That the U.S. healthcare system struggles with endemic problems isn’t a surprise to many; that a pandemic would expose a gaping chasm starkly revealing just how much lower income and minority communities disproportionately suffer and die in pandemic conditions evidences the need for an intelligent, creative and entrepreneurially-focused upgrade to the entire system as we know it—it is that time. The latest study highlighting the systemic imbalances in health systems across the country originates from Beth Israel Deaconess Medical Center’s just completed study showcasing substantial differences in COVID-19-related hospitalizations and deaths as those in poor and minority communities (e.g. African American, Hispanic) in New York disproportionately shoulder the burden of the pandemic.
New York City has been the epicenter of the COVID-19 pandemic in America with over 15% of the total cases nationally. Researchers from Boston used data from the U.S. Census Bureau and the American Hospital Association such as median household income, poverty, education), and hospital bed capacity across the five boroughs of New York City. By evaluating rates per 100,000 people of COVID-19 testing, COVID-19 patient hospitalizations, and COVID-19-related deaths according to patients’ borough residence based on data from the NYC Health Department, the differences are stark. The findings were published in the Journal of the American Medical Association (JAMA).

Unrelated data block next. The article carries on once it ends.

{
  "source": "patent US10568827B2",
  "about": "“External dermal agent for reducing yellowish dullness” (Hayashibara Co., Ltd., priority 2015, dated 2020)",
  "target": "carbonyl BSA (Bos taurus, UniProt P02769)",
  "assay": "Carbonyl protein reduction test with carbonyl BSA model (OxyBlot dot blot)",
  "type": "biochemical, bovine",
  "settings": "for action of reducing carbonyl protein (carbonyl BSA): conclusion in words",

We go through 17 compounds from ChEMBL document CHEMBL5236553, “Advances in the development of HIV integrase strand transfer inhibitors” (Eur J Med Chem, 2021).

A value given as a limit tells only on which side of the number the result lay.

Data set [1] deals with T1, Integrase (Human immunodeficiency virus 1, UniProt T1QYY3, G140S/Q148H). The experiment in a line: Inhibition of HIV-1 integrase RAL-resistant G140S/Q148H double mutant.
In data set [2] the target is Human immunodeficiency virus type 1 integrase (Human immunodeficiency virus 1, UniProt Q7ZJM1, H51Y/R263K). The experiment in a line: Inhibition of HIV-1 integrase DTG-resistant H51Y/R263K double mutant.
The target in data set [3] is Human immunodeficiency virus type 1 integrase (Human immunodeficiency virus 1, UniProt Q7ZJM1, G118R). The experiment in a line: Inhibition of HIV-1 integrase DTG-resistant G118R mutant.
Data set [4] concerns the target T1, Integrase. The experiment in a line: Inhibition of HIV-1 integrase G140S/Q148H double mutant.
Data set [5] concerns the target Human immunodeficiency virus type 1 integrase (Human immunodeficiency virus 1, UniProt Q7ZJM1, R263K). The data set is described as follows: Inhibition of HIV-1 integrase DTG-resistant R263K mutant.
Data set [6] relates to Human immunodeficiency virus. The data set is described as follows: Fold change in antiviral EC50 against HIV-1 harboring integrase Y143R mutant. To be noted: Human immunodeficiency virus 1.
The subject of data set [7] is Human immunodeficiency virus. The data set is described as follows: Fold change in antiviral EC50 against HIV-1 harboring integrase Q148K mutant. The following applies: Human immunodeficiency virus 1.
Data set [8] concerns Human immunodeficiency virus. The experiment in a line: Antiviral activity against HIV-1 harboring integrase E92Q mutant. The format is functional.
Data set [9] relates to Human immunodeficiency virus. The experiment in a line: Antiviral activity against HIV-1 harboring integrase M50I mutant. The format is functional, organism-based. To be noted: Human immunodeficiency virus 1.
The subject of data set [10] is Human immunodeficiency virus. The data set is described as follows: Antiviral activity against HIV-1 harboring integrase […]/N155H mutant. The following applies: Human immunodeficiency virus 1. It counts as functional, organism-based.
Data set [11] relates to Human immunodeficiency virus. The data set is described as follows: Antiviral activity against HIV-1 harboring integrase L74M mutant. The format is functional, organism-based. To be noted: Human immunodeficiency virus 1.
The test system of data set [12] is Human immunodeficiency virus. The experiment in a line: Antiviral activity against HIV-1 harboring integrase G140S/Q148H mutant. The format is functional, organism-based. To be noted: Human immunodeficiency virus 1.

The research team uncovered that COVID-19 hospitalization and death rates varied considerably across New York City boroughs. The Bronx—the area with the highest proportion of racial and ethnic minorities, the most persons living in poverty, and lowest levels of educational attainment—had higher rates of hospitalization and death related to COVID-19 than all other boroughs. In contrast, hospitalization and death rates were lowest in Manhattan, the most affluent borough, which is comprised of a predominantly white population. The number of COVID-19 deaths per 100,000 persons was nearly two times greater in the Bronx than in Manhattan.
This shouldn’t be a surprise to many that study matters of ethnicity and race, income and access in the nation; but to watch it unfold in real time intensifies the alarm and natural urge for reform. It actually is an outcome of the growing disparities in American society witnessed over the past couple of decades. As lead author Rishi K. Wadhera, MD, MPP, MPhil, an investigator at the Richard A. and Susan F. Smith Center for Outcomes Research and physician at BIDMC and Harvard Medical School commented, “Prior studies have shown disparities in health outcomes across New York City’s five boroughs—Brooklyn, the Bronx, Manhattan, Queens, Staten Island.” He continued, “We wanted to evaluate whether similar patterns have also emerged amid the COVID-19 pandemic.”
The differences in death rates across the city are substantial and “concerning” reported Wadhera and emphasize the “…need to understand the extent to which underlying comorbid illness, occupational exposure, socioeconomic determinants of health, and race-based structural inequities explain the disparate outcomes among boroughs, to help shape ongoing public health strategies and policies that aim to mitigate and contain COVID-19.”
Rishi K. Wadhera, MD, MPP, MPhil, an investigator at the Richard A. and Susan F. Smith Center for Outcomes Research and physician at BIDMC and Harvard Medical School
A number of other authors are involved and can be reviewed at the source.